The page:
The fear of missing out is not limited to stocks. Last year, Bitcoin soared 148% from November to December. This explosive burst started a feeding frenzy as investors rushed to buy more Bitcoin. It has since fallen 65%. It will have to return 192% to get back to its all-time high!

How can you be content with your investment portfolio?  Here are a few suggestions.

Plan. Creating a financial plan will give you a picture of your situation allowing you to focus on your goals, not your neighbors. The plan will be your road map to help you achieve your financial goals on your terms.

Budget.  Your budget will help you live within your means. If you make $2 and spend $1, you’ll feel rich because you can invest and spend money without fear of going bankrupt by trying to keep up with the Joneses.

Diversify. A portfolio of low-cost mutual funds will give you broad exposure to thousands of companies including the highfliers. In addition, you’ll own companies of various sizes sprinkled around the globe.

Serve. Go serve those in need. Unfortunately, there is an abundance of people who need your help. Volunteering in your community can pay huge dividends to both you and the people you’re serving. In fact, volunteering can be beneficial to your health.[4]

Give. Giving is another way to help those in need. If you’ve been blessed with financial resources, can you distribute a percentage to groups and organizations your support?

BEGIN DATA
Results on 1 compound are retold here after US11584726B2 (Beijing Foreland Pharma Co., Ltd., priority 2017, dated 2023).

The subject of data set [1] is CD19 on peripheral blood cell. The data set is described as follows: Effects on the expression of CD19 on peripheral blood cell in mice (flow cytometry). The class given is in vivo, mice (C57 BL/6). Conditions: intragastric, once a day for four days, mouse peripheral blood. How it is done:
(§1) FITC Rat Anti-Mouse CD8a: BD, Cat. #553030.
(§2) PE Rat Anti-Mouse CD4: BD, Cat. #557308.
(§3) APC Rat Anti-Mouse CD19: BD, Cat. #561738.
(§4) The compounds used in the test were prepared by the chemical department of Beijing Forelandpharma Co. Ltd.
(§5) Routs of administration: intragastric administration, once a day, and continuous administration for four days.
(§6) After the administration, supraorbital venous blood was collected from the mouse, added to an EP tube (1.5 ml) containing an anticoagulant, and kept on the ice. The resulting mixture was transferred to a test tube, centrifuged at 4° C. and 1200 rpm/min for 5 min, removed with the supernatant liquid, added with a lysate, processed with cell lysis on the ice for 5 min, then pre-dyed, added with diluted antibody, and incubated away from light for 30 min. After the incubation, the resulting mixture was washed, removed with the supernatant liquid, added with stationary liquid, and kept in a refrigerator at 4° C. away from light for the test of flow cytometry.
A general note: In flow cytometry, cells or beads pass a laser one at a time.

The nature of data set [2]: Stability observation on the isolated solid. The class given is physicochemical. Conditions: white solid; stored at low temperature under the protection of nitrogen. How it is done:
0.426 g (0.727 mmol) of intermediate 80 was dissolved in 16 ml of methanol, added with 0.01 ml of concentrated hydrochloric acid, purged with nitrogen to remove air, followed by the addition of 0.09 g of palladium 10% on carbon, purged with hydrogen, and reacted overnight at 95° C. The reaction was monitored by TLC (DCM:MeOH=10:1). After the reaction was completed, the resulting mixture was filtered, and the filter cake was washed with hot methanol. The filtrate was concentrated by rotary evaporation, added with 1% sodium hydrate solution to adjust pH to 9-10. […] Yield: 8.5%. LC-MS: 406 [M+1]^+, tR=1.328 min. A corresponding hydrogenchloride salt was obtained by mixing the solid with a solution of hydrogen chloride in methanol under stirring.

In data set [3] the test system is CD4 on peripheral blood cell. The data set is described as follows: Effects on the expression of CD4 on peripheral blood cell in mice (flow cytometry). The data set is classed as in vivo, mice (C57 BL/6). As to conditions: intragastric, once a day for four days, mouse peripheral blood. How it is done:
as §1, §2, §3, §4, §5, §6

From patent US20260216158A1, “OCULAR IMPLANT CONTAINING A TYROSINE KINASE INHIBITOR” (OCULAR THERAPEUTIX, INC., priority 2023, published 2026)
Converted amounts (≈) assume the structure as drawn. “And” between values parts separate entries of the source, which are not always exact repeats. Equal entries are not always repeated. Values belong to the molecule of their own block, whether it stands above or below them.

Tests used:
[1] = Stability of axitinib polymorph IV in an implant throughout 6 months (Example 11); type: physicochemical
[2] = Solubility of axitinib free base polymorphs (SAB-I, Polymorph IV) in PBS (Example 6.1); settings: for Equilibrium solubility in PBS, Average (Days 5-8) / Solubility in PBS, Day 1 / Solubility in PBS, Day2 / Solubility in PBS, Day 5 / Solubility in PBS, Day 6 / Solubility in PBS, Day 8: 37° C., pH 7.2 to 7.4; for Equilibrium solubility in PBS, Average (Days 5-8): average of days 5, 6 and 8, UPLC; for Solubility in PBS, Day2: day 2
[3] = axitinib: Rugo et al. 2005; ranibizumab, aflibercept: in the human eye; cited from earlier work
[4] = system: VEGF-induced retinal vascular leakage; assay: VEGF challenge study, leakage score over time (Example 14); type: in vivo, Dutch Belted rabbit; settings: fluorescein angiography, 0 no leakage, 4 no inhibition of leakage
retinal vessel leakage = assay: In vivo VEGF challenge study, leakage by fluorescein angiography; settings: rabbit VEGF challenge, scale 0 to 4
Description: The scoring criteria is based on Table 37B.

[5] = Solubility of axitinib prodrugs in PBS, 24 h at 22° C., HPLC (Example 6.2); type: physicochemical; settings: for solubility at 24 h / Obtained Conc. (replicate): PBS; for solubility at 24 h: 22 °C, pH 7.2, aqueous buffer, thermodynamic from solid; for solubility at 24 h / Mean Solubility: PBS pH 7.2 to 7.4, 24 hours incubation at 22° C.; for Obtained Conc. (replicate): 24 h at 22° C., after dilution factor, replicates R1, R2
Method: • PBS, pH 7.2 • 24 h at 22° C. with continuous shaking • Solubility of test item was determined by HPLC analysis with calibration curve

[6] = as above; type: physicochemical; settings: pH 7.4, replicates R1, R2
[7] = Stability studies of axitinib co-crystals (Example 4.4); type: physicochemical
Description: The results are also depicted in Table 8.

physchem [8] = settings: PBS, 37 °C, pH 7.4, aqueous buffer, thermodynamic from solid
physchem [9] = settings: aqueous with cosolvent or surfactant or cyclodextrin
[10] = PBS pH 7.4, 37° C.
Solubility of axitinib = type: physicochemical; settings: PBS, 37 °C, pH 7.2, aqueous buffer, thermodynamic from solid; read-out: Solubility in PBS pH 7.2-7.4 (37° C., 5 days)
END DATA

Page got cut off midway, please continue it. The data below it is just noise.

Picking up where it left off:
List. Make a list of the good things happening in your life, I’ll bet it’s more impressive than you think!

Being content takes practice and patience. It’s hard work to live within your means and socially unacceptable to many. However, knowing that you’re stewarding your resources well should bring you peace, joy, and contentment!

My crown is called content, a crown that seldom kings enjoy. ~ William Shakespeare 

July 5, 2018

Bill Parrott is the President and CEO of Parrott Wealth Management firm located in Austin, Texas. Parrott Wealth Management is a fee-only, fiduciary, registered investment advisor firm. Our goal is to remove complexity, confusion, and worry from the investment and financial planning process.

Note: Investments are not guaranteed and do involve risk. Your returns may differ than those posted in this blog.

[1] The secret history of Facebook depression, January 22, 2018, Dr. Kate Raynes-Goldie

[2] https://www.cnbc.com/2017/04/12/study-using-facebook-makes-you-feel-depressed.html, by Todd Haselton, 4/12/2017.

[3] https://www.bloomberg.com/news/articles/2018-05-29/keeping-up-with-the-joneses-neighbors-of-lottery-winners-are-more-likely-to-go-bankrupt, May 29, 2018, Peter Coy

[4] https://nypost.com/2018/04/24/volunteering-is-great-for-your-health/, 4/24/2018, Jeanette Settembre, Moneyish

Leave a Reply

Fill in your details below or click an icon to log in:

WordPress.com Logo

You are commenting using your WordPress.com account. Log Out /  Change )

Google+ photo

You are commenting using your Google+ account. Log Out /  Change )

Twitter picture

You are commenting using your Twitter account. Log Out /  Change )

Facebook photo

You are commenting using your Facebook account. Log Out /  Change )

w

Connecting to %s